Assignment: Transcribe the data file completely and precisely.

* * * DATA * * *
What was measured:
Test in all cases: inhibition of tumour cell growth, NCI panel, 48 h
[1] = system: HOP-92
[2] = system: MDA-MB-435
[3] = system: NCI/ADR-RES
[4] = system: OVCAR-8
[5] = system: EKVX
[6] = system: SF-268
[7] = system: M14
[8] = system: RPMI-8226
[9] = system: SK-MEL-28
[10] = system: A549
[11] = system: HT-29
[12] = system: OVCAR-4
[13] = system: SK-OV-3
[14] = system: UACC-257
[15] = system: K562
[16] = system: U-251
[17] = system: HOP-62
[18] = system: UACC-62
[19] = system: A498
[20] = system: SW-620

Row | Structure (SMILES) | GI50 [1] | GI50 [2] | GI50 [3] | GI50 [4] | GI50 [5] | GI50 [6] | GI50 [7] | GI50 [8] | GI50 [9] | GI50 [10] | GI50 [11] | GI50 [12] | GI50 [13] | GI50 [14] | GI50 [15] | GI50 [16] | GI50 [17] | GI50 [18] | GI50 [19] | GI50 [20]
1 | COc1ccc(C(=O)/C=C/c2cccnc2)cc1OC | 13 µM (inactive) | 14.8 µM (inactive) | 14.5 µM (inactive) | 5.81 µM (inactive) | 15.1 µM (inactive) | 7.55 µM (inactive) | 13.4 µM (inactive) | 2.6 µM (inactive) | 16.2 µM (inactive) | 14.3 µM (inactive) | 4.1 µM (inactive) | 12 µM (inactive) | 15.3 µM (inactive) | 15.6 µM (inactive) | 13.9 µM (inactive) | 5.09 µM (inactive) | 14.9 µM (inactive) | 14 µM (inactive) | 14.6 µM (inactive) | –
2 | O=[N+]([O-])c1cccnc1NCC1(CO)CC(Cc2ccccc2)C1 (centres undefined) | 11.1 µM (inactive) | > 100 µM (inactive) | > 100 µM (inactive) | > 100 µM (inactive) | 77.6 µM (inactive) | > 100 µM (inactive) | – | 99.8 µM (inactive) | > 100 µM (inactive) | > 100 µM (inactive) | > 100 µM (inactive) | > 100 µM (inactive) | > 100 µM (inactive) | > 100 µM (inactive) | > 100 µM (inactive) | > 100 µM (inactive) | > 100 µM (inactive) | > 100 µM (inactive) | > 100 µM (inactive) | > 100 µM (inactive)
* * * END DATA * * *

What was measured:
Test in all cases: inhibition of tumour cell growth, NCI panel, 48 h
[1] = system: HOP-92
[2] = system: MDA-MB-435
[3] = system: NCI/ADR-RES
[4] = system: OVCAR-8
[5] = system: EKVX
[6] = system: SF-268
[7] = system: M14
[8] = system: RPMI-8226
[9] = system: SK-MEL-28
[10] = system: A549
[11] = system: HT-29
[12] = system: OVCAR-4
[13] = system: SK-OV-3
[14] = system: UACC-257
[15] = system: K562
[16] = system: U-251
[17] = system: HOP-62
[18] = system: UACC-62
[19] = system: A498
[20] = system: SW-620

Row | Structure (SMILES) | GI50 [1] | GI50 [2] | GI50 [3] | GI50 [4] | GI50 [5] | GI50 [6] | GI50 [7] | GI50 [8] | GI50 [9] | GI50 [10] | GI50 [11] | GI50 [12] | GI50 [13] | GI50 [14] | GI50 [15] | GI50 [16] | GI50 [17] | GI50 [18] | GI50 [19] | GI50 [20]
1 | COc1ccc(C(=O)/C=C/c2cccnc2)cc1OC | 13 µM (inactive) | 14.8 µM (inactive) | 14.5 µM (inactive) | 5.81 µM (inactive) | 15.1 µM (inactive) | 7.55 µM (inactive) | 13.4 µM (inactive) | 2.6 µM (inactive) | 16.2 µM (inactive) | 14.3 µM (inactive) | 4.1 µM (inactive) | 12 µM (inactive) | 15.3 µM (inactive) | 15.6 µM (inactive) | 13.9 µM (inactive) | 5.09 µM (inactive) | 14.9 µM (inactive) | 14 µM (inactive) | 14.6 µM (inactive) | –
2 | O=[N+]([O-])c1cccnc1NCC1(CO)CC(Cc2ccccc2)C1 (centres undefined) | 11.1 µM (inactive) | > 100 µM (inactive) | > 100 µM (inactive) | > 100 µM (inactive) | 77.6 µM (inactive) | > 100 µM (inactive) | – | 99.8 µM (inactive) | > 100 µM (inactive) | > 100 µM (inactive) | > 100 µM (inactive) | > 100 µM (inactive) | > 100 µM (inactive) | > 100 µM (inactive) | > 100 µM (inactive) | > 100 µM (inactive) | > 100 µM (inactive) | > 100 µM (inactive) | > 100 µM (inactive) | > 100 µM (inactive)